Having read several times over the last month the letter from your Prague correspondent (Anglicans incognito, June 2002), I cannot dispel my initial reaction to it, which was to find its thrust disturbing.
John McKillop suggests that traveling Anglicans should have no problems receiving the Eucharist by attending Roman Catholic mass as long as they do not overtly show their Anglican identity. But the aim of attending a mass is surely not just to celebrate a festive occasion. The true purpose of any mass is to celebrate Christ?s sacrifice for us on the cross and the redemption for our sins gained through that sacrifice.
Now just what is the point of seeking forgiveness for our sins from Christ during the Eucharist and then committing another one, obtaining that Eucharist by deceit? Why not simply approach the communion rail, show that you are an Anglican by kneeling as you normally do, and cross your arms over your chest. The priest will bless you and Christ will surely extend to you his redemption just as if you were receiving the Eucharist – and you will not be committing another sin.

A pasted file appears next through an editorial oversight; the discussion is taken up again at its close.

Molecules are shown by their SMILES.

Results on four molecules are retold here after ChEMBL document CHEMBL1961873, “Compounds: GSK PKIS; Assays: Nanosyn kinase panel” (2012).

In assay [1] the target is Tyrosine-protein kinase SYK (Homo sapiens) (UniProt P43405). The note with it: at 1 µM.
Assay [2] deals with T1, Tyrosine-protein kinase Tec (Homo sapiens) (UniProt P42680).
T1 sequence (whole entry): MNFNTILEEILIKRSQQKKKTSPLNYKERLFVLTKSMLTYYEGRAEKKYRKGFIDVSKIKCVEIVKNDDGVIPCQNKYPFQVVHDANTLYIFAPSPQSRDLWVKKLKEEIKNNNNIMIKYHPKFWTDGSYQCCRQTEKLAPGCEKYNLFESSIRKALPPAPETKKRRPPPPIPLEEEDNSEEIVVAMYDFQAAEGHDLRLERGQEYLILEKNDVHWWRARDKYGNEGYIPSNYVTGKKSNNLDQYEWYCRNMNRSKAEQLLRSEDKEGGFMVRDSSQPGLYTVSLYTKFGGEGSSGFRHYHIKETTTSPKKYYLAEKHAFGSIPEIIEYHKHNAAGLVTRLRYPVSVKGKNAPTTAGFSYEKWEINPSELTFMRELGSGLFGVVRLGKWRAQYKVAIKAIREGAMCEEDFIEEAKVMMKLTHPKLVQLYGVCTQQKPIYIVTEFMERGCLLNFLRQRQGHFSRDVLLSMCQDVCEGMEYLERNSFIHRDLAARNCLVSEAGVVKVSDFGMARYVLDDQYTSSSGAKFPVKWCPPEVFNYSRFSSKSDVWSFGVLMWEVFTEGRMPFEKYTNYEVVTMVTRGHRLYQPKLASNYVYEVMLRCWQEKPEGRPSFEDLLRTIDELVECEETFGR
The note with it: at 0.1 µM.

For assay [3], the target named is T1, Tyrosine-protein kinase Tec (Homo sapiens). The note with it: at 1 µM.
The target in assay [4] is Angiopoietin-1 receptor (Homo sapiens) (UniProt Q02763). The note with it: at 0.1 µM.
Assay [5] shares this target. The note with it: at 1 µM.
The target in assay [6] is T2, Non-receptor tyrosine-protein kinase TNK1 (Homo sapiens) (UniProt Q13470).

The writer is no doubt expressing a common Anglican complaint that we offer communion to any baptized Christian yet Roman Catholics do not reciprocate. I am not so sure that we should be so complacent about our practice which, in contrast to the rigid structure of the Roman tradition, is surely casual in the extreme: visitors generally are offered no information as to what it means to receive the Eucharist in the Anglican tradition and baptized Christians becoming regular communicants in an Anglican parish are not required to take any formal training.
By contrast, any applicant to become a Roman Catholic communicant must undertake training in their entire catechism that will generally extend over a year.
The simple fact is that we are not in full communion with the Roman branch of the holy catholic church and are not likely to be in the foreseeable future. A true ecumenical approach to this situation is to engage in dialogue with people like the clergy at the Roman church in Prague and discover the impediments that are standing in the way of full communion with the other branches of the holy catholic church. You may rightly disagree with the reasons given but at least you would know them and the very act of dialogue is likely to bring some ecumenical sympathy from the other party.